That tree bears fruit, and he will enjoy those delicious fruits in the grave and in the Hereafter. On the Day of Qiyaamah, he will also enjoy the extensive shelter which his good deeds will offer him, insha Allah.
Allah Ta'ala also uses the analogy of a tree in the Qur'an Sharif:
“Have you not seen how Allah has set forth a parable: A good word is like a good tree, having its root firm and its branches in the sky
[Surah Ibrahim 14:24]
Here, Allah Ta'ala likens the Believer's Imaan and deeds to a tree with deeply entrenched roots, a strong and sturdy bark, and branches extending high up.
The actual dividends, the real earnings, and the greatest of all enjoyments will be experienced in Jannah when he will behold the beauty of Allah Ta'ala with his own eyes. SubhanAllah!
‘That veil, which was covering Allah Ta'ala's
Countenance will be removed.
Now will be the time to smile —for those
who took that grief in their hearts,
and restrained themselves from all evil'.
As for the person who falls for the temptations of nafs and Shaytan, he will have to deal with the consequences of squandering the wealth of life and wasting the fortune of time. His is a bad investment, where the shares drop entirely. He may be left with a meagre 20% or 10 %, or he may end up with nothing. If it was spent in disbelief, the net result is the fire of Jahannum —May Allah Ta'ala save us. If it was spent in sins, then we have been warned of punishment in the grave and in the Hereafter.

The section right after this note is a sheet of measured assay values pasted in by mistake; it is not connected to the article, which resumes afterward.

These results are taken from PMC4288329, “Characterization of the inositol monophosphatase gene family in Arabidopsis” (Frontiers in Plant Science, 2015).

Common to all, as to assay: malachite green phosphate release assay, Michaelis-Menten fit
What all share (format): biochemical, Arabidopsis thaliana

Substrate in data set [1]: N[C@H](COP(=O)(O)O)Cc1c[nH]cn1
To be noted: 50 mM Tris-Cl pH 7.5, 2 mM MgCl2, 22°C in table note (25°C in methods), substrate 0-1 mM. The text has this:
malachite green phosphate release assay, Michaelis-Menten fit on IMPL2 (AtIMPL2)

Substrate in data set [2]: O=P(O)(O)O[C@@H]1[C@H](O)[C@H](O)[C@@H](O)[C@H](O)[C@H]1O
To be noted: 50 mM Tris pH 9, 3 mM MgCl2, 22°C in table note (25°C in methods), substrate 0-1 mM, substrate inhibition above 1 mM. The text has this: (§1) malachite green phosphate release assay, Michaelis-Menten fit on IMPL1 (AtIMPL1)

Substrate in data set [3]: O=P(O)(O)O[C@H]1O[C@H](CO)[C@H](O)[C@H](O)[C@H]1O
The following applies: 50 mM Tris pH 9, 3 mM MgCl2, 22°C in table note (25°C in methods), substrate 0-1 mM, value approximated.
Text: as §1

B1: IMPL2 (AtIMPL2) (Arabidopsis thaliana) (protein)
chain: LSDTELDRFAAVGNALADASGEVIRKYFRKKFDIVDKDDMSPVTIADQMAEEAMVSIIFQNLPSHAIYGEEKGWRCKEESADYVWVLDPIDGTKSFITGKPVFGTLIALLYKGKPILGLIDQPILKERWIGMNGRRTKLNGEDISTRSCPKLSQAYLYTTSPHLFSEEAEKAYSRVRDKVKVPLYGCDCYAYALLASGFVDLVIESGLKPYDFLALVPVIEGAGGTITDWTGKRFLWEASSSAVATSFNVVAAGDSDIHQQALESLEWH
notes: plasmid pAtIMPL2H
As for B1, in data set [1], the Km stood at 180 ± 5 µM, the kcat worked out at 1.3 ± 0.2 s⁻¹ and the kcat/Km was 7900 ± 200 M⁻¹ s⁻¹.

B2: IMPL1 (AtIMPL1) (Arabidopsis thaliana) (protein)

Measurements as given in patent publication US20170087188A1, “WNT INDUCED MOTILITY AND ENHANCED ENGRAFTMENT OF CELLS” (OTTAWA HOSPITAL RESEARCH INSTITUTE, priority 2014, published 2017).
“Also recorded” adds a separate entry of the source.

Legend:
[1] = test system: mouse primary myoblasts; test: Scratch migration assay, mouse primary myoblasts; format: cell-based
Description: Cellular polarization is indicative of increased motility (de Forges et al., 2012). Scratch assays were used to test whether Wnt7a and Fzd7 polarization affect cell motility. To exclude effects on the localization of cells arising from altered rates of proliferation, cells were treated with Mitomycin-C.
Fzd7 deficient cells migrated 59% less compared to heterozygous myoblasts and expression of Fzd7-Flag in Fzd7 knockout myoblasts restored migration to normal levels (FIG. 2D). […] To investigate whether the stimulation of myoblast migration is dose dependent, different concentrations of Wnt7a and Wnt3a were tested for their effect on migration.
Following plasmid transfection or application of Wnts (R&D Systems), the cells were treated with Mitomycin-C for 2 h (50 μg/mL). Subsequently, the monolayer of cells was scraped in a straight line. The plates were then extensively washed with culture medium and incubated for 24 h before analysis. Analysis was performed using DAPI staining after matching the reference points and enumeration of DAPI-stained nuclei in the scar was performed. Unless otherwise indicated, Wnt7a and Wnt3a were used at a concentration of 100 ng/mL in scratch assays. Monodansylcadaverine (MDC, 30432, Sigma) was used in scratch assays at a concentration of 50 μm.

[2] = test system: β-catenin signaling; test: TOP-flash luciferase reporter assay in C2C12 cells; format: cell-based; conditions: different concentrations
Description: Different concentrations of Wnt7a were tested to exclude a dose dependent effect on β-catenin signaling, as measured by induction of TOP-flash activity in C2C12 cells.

Allah Ta'ala likens the disbeliever to a bad tree —because his words and deeds are evil. The tree's roots are not fixed and firmly established and do not stand the test of time.
“And the parable of an evil word is that of an evil tree uprooted from the surface of the earth, having no stability.”
[Surah Ibrahim 14:26]
The deeds of the disbeliever are described as follows:
“The deeds of those who disbelieve their Lord are like ashes blown away by the wind on a stormy day. They will not be able to gain anything out of what they did. That is the wandering away from the path.”
[Surah Ibrahim 14:18]
Their deeds are wasted due to their disbelief in Allah Ta'ala. Thus, their life was wasted, and no good awaits them in the Hereafter. (May Allah Ta'ala protect us all from such an end).
When time is lost, life is lost. Sometimes the Hereafter is lost. What a great loss it is when the person loses the opportunity to make real investments —which would bring him significant profits in both worlds. How sad if he reaches the Aakhirah as a pauper, or worse still, as a loser —losing out on Jannah forever. May Allah Ta'ala protect us all.
Let us reflect on the words of Rasulullah (sallallahu ‘alayhi wa sallam) and reflect on which category we are in:
“The intelligent one is he who suppresses his desires and practises for what is after death, and the foolish one is he who makes his nafs follow its desires and (he) places hope on Allah.”
So let us not waste time on those things that will not benefit us in any way.
May Allah Ta'ala grant us the Taufiq (ability) to prepare for the journey to the Aakhirah, Aameen.